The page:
Christmas Holiday Ringing: Naughty & Nice

The Naughty:

After the sub-zero temperatures, followed by the wind and the rain, I hadn’t managed to get out for a proper ringing session since Thursday, 15th December. Christmas Eve morning was scheduled to be dry but a bit breezy, so I decided to try out Ravensroost Wood. Given how poor the results have been in different parts of the wood this year, I decided to set up in zone 1, just along from the car park, as identified in my previous post. The zone 1 area to the east of the main path is currently being coppiced by the Ravensroost volunteers group, so we were restricted to the site to the west of the path. Not that it should be a problem: it is where I have done most of my winter ringing in Ravensroost Wood in recent years. Of course, this year we are not allowed to put up a feeding station, as part of the Wiltshire Wildlife Trust’s response to the avian flu epidemic. I was joined by Anna, and we set up 5 x 18m nets as a line of 2 and a line of 3. Whilst we were finishing the setup, Laura and her two boys arrived. We sat down and waited, checked the empty nets and waited, and waited, occasionally taking a bird out of the nets! Between 8:00 and 11:00 we caught precisely 9 birds: Blue Tit 2; Great Tit 1; Wren 1; Robin 2; Blackbird (1); Goldcrest 1(1). Totals: 7 birds ringed from 5 species and 2 birds retrapped from 2 species, making 9 birds processed from 6 species.

The last time we ringed this part of Ravensroost Wood on Christmas Eve was in 2020, when we processed 48 birds from 10 species: only that time we did have a feeding station in place. Although in reality it has nothing to do with me, I always feel guilty when we have a poor session, as I am the person who has chosen the location.

The Nice:

With the rest of this week looking horribly wet and windy going into the New Year, I decided to get out again today, the 27th December. Anna clearly hadn’t learnt her lesson as she joined me again this morning. We set up our usual nets around the feeding station (Forestry England have not banned their use, so I am maintaining feeding stations at Red Lodge, Webb’s Wood and Somerford Common, which I topped up after we closed up on Christmas Eve) plus two nets I haven’t used for some considerable time: a dog-legged 18m x 9m on two sides of a pond.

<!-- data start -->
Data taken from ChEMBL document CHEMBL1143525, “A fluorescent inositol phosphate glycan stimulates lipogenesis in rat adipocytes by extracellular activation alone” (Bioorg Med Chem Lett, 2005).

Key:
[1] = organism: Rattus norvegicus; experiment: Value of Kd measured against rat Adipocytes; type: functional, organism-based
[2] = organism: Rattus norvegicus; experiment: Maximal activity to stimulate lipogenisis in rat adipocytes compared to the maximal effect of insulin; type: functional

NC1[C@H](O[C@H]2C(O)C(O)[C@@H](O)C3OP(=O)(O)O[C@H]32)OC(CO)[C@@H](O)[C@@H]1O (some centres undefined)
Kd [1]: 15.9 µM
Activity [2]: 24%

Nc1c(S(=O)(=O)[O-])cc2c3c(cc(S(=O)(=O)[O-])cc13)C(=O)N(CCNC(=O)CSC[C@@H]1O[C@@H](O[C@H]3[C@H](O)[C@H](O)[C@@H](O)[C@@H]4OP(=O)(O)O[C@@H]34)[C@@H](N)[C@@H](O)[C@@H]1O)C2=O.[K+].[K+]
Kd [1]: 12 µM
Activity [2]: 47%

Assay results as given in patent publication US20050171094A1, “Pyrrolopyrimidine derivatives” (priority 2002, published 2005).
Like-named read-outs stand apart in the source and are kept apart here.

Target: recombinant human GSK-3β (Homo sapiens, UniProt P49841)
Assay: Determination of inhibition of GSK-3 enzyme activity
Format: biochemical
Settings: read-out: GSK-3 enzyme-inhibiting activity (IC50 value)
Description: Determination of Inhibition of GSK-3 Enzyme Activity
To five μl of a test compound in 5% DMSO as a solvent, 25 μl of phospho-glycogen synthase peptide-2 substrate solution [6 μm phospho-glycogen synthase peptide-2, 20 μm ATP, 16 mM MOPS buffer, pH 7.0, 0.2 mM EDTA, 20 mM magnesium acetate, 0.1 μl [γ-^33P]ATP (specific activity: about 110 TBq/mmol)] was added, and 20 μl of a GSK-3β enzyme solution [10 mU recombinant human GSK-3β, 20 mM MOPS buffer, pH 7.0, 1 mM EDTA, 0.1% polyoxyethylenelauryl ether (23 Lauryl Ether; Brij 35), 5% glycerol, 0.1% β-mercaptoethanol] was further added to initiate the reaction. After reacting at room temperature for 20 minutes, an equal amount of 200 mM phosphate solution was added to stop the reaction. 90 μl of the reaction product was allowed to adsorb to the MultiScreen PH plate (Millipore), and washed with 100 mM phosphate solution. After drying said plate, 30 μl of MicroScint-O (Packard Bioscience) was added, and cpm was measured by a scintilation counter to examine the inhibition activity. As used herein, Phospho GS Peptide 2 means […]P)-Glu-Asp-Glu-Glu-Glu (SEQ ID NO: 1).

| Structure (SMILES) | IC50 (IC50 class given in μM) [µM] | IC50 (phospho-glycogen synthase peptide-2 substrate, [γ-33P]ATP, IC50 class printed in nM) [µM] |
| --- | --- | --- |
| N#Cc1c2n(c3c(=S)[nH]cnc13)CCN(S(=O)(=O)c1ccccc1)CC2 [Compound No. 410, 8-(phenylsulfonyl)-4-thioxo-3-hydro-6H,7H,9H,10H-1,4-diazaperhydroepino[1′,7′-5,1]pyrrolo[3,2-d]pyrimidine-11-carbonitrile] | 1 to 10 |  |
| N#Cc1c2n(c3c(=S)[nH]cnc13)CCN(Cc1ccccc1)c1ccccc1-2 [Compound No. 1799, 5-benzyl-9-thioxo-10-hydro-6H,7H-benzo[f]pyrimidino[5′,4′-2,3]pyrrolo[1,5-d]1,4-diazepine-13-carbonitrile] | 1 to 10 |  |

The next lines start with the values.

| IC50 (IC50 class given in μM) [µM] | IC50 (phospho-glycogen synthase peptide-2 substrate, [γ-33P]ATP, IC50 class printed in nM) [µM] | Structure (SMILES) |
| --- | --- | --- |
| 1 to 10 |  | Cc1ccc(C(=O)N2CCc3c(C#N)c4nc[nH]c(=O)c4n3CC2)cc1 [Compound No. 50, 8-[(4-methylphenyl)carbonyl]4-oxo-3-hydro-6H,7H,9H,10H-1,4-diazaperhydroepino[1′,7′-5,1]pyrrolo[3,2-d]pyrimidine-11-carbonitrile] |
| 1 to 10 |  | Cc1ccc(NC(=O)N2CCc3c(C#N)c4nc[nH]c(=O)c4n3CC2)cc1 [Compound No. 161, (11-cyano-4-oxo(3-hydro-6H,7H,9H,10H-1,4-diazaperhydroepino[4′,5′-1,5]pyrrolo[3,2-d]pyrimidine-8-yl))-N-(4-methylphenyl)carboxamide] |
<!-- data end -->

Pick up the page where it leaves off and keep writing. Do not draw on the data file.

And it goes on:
The + signs are the bird feeders.

This was a far more satisfying session. We met at 7:30 and had the nets up and open by about 8:30. The birds did not arrive straight away but, when they did, they came in decent numbers. We were busy pretty much from 9:00 until 11:30. Not only were the nets by the feeding station busy, but so was the dog-leg. I put a lure for Redwing on that net set and we caught anything but, until the final bird Anna took out of the net! The other nets had lures for Brambling, Lesser Redpoll and Siskin! Always an optimist! Having heard a Marsh Tit calling when topping up the feeders on Christmas Eve, I also put on a lure for that species. It did work: we retrapped one that we ringed earlier this year and caught an unringed bird that now sports a nice colour-combination so anyone seeing it can let me know:

I do get fairly regular reports to which I respond with the bird’s history, as far as I know it.

There were plenty of Blue Tits around the feeders, as one would expect, but overall there was reasonable variety of other species: although the only finch species we caught was a couple of Chaffinch. We ringed one, but the other looked as though it might be in the early stages of Fringilla papillomavirus. Its legs were not deformed but looked as though they had been coated in an off-white powder, so we released it unringed.

The list for the day was: Treecreeper 3; Blue Tit 15(7); Great Tit 1(1); Coal Tit 2(3); Marsh Tit 1(1); Long-tailed Tit 10(1); Wren 1; Dunnock (1); Robin (2); Redwing 1; Goldcrest 1(3); Chaffinch 1. Totals: 36 birds ringed from 10 species and 19 birds retrapped from 8 species, making 55 birds processed from 12 species.

I was extremely pleased with the results that we got from the dog-leg nets: the Treecreepers, seven of the Long-tailed Tits, the Goldcrests and the Redwing all came out of there.

As we were processing the last few birds it started to spit with rain. This was at 11:30, so we shut them, took down and left site just after midday, after a very pleasing session. Fortunately, it didn’t really start to rain hard until we had left site.

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